Fed Up With World’s Highest Funeral Costs, A Country Changes

World


One expense is offering of cash to Buddhist monks (Representational)

Tokyo:

Even before a $12 million state funeral for the former Prime Minister Shinzo Abe prompted a public outcry, the Japanese have long grumbled about funeral costs, the highest in the world. Now, an increasing number of grieving families are opting for low-key send-offs, with the pandemic providing an extra reason to avoid large ceremonies.

Average spending per funeral in the past year was 1.1 million yen ($7,725), down 40 per cent from an earlier, pre-Covid survey, according to Kamakura Shinsho Ltd., an online information service specializing in elderly care, funerals and graves. That’s still around a quarter of the average annual salary and doesn’t cover extra costs such as offerings to Buddhist monks. Including additional expenses, Japanese funerals cost around 3 million yen before the pandemic, around three to four times what’s spent in the US and Europe, according a 2020 survey by UK-based insurance provider SunLife Ltd.

Hiroya Shimizu, who organized his father’s funeral in early 2019, remembers being shown different hearses and floral arrangements but felt he ultimately had little control over costs.

“It’s not like you could compare prices on Amazon and Yodobashi,” said the 57-year-old hotel owner, referring to a popular e-commerce site for electronics. The final bill, he said, came to around 3.5 million yen. “You just pay what you’re told.”

While much of the recent decline was due to people opting for small-scale ceremonies to avoid the spread of Covid, many say the change is both overdue and unlikely to be fully reversed. Shinsuke Nakamura, a manager at Kamakura Shinsho, said Japan’s aging population and shift to smaller, nuclear families were also leading to smaller funerals.

“Covid just accelerated a trend that was already there, with people increasingly shifting toward family-only ceremonies,” he said.

Traditional Buddhist ceremonies, which account for a majority of Japanese funerals, are usually held over two days, with a wake held on the first evening and a formal funeral and cremation the following day. Those who attend are expected to give cash as a condolence gift, but such contributions are usually far outweighed by costs ranging from food catering to venue fees.

One expense that many find particularly opaque is the offering of cash to Buddhist monks, who read sutras at ceremonies and give religious names to the dead for the afterlife. Monks are paid around 200,000 yen on average for such services. There’s rarely an explicit price list, but a bigger offering is understood to ensure a more elaborate religious name.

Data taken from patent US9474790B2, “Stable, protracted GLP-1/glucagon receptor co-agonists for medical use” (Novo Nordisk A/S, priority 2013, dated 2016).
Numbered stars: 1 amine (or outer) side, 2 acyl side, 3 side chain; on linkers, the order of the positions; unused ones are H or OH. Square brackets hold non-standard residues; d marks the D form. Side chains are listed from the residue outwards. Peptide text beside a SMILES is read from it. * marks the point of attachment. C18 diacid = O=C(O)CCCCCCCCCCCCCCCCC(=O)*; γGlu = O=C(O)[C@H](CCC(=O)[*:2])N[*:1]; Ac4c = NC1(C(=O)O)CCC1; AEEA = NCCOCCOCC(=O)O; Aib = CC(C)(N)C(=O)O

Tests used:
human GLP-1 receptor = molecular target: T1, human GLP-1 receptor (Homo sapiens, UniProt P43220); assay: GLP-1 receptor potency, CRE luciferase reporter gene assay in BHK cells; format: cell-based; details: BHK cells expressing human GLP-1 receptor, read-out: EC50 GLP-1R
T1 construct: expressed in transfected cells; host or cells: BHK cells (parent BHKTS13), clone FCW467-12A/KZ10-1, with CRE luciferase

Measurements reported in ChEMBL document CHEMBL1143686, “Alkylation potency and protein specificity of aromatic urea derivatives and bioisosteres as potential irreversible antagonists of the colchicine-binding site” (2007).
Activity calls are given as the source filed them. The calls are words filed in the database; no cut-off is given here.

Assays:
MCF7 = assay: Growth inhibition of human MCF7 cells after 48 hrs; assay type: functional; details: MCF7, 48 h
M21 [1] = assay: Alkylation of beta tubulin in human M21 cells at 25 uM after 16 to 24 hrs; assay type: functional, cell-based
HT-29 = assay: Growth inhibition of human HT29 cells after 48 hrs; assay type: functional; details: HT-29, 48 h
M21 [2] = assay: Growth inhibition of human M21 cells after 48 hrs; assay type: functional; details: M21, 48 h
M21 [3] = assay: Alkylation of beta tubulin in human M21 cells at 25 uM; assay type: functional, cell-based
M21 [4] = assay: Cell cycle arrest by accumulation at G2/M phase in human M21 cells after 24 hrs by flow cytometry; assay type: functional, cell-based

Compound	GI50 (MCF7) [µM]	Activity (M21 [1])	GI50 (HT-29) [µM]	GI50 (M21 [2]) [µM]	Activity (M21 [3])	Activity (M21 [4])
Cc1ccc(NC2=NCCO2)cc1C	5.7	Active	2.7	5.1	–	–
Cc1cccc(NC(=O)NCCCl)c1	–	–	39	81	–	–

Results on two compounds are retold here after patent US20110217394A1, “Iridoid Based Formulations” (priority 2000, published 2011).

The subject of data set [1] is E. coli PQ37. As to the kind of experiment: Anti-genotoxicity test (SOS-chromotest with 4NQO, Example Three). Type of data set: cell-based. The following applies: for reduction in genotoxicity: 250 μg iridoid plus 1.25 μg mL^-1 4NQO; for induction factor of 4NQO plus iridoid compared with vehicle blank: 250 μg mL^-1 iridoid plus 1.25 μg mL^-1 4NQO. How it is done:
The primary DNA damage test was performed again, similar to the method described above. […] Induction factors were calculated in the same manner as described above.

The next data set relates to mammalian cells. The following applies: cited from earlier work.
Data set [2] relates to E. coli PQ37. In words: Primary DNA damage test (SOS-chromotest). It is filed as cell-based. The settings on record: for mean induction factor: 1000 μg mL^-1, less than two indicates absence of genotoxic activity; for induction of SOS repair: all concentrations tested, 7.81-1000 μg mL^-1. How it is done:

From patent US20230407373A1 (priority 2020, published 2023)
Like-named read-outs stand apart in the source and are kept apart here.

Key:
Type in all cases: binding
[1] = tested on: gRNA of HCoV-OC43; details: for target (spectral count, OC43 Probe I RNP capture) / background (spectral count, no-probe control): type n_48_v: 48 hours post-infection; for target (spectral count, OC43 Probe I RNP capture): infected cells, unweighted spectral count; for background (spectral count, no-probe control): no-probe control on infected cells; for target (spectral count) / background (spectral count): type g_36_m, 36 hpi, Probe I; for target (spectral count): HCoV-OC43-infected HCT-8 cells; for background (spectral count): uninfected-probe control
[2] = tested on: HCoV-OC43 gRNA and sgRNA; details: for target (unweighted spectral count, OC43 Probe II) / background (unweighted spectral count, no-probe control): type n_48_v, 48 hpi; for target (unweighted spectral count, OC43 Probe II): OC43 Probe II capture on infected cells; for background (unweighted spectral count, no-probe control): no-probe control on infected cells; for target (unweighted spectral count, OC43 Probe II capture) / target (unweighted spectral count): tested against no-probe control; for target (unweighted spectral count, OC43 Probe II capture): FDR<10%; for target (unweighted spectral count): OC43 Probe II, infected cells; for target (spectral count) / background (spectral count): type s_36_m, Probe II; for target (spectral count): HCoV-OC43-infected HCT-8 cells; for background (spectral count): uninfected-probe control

Most grieving families feel under pressure to pay whatever they’re told is the going rate, as haggling over funeral fees would be considered unseemly. Over half of the people, in a study published this year by the All Japan Funeral Directors Co-Operation, said that they were unsatisfied with such unclear payments. Upselling by funeral homes is also common, according to the National Consumer Affairs Center, which fields hundreds of such complaints each year including cases of people being pressured to opt for bigger venues or fancier coffins.

Smaller funerals tend to keep such problems in check. Simple, so-called family funerals result in large cost savings and have become more popular since the pandemic. Unlike Abe’s family funeral in July, held ahead of Tuesday’s state funeral and attended by colleagues and other former prime ministers, most of these are limited to close relatives. Some are even shortened to a one-day event. Last year, one out of every two funerals was family-only, according to Kamakura Shinsho’s Nakamura. He added that such intimate gatherings also encouraged organizers to go for fewer frills.

“If it’s just family, no one’s going to be judging, and there’s a sense that the cheapest option is fine. But if you’re having neighbors, co-workers … it’s embarrassing if it’s done too cheaply, so you might choose a grander altar, or coffin,” Nakamura said.

The fall in spending bodes poorly for the funeral industry, which by some estimates is worth 1.8 trillion yen and was briefly a target for investment funds a few years ago because of Japan’s aging population. In the past year, funeral operators have also been grappling with higher energy and import costs, with some raising prices on cremation fees and flower arrangements as well as dry ice used to preserve bodies.

Tear Corp., one of several listed companies involved with funerals, has seen its business grow by offering lower-price ceremonies and a transparent pricing structure. But it, too, sees a fall in spending per customer.

“Current conditions in the industry show the number of funerals up year-on-year, but the price per funeral is continuing to decline as ceremonies are downsized and sales from meals also fall,” the company said in its latest earnings report.

Some people said that family funerals could be lonely and disappointing, depriving mourners of a chance to grieve together and to connect with friends, colleagues and distant relatives of the deceased. But others who’ve attended small-scale ceremonies, including Shimizu, said they would likely become more common.

“I’ve been to a small one. We just bowed in prayer, and that was it,” he said. “But I think that’s all we need, fundamentally.”



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